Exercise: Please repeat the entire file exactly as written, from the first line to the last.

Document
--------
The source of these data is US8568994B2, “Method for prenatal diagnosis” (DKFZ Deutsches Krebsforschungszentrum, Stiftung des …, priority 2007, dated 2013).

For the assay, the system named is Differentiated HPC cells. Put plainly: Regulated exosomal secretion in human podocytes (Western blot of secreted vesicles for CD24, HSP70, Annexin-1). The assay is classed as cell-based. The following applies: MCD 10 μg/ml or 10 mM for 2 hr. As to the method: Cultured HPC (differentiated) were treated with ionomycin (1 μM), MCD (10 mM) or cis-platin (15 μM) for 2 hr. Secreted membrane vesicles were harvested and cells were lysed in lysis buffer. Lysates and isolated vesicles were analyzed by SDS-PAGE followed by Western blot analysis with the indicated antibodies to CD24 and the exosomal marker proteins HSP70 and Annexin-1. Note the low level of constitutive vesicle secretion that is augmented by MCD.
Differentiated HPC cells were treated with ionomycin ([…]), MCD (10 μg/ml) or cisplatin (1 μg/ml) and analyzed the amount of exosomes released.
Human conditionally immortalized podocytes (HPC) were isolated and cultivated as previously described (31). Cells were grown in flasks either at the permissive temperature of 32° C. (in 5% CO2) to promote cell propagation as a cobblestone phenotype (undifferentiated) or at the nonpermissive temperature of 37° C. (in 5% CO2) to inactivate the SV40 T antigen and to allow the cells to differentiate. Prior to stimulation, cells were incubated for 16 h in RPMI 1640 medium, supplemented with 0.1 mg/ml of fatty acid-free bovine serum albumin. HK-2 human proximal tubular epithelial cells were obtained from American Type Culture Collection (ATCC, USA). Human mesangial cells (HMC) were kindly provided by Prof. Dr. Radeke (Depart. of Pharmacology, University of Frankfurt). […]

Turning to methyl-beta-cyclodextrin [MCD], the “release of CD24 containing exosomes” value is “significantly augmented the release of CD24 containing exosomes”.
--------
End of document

The source of these data is US8568994B2, “Method for prenatal diagnosis” (DKFZ Deutsches Krebsforschungszentrum, Stiftung des …, priority 2007, dated 2013).

For the assay, the system named is Differentiated HPC cells. Put plainly: Regulated exosomal secretion in human podocytes (Western blot of secreted vesicles for CD24, HSP70, Annexin-1). The assay is classed as cell-based. The following applies: MCD 10 μg/ml or 10 mM for 2 hr. As to the method: Cultured HPC (differentiated) were treated with ionomycin (1 μM), MCD (10 mM) or cis-platin (15 μM) for 2 hr. Secreted membrane vesicles were harvested and cells were lysed in lysis buffer. Lysates and isolated vesicles were analyzed by SDS-PAGE followed by Western blot analysis with the indicated antibodies to CD24 and the exosomal marker proteins HSP70 and Annexin-1. Note the low level of constitutive vesicle secretion that is augmented by MCD.
Differentiated HPC cells were treated with ionomycin ([…]), MCD (10 μg/ml) or cisplatin (1 μg/ml) and analyzed the amount of exosomes released.
Human conditionally immortalized podocytes (HPC) were isolated and cultivated as previously described (31). Cells were grown in flasks either at the permissive temperature of 32° C. (in 5% CO2) to promote cell propagation as a cobblestone phenotype (undifferentiated) or at the nonpermissive temperature of 37° C. (in 5% CO2) to inactivate the SV40 T antigen and to allow the cells to differentiate. Prior to stimulation, cells were incubated for 16 h in RPMI 1640 medium, supplemented with 0.1 mg/ml of fatty acid-free bovine serum albumin. HK-2 human proximal tubular epithelial cells were obtained from American Type Culture Collection (ATCC, USA). Human mesangial cells (HMC) were kindly provided by Prof. Dr. Radeke (Depart. of Pharmacology, University of Frankfurt). […]

Turning to methyl-beta-cyclodextrin [MCD], the “release of CD24 containing exosomes” value is “significantly augmented the release of CD24 containing exosomes”.